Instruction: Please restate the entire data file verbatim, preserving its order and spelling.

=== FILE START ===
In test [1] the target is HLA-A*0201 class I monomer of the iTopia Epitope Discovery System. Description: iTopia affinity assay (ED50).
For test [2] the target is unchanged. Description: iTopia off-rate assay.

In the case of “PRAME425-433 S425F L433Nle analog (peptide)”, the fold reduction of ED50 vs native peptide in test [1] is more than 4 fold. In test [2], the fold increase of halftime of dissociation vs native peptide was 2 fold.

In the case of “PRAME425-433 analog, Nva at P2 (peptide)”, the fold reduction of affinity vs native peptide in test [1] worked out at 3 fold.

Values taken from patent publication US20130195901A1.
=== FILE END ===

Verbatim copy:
In test [1] the target is HLA-A*0201 class I monomer of the iTopia Epitope Discovery System. Description: iTopia affinity assay (ED50).
For test [2] the target is unchanged. Description: iTopia off-rate assay.

In the case of “PRAME425-433 S425F L433Nle analog (peptide)”, the fold reduction of ED50 vs native peptide in test [1] is more than 4 fold. In test [2], the fold increase of halftime of dissociation vs native peptide was 2 fold.

In the case of “PRAME425-433 analog, Nva at P2 (peptide)”, the fold reduction of affinity vs native peptide in test [1] worked out at 3 fold.

Values taken from patent publication US20130195901A1.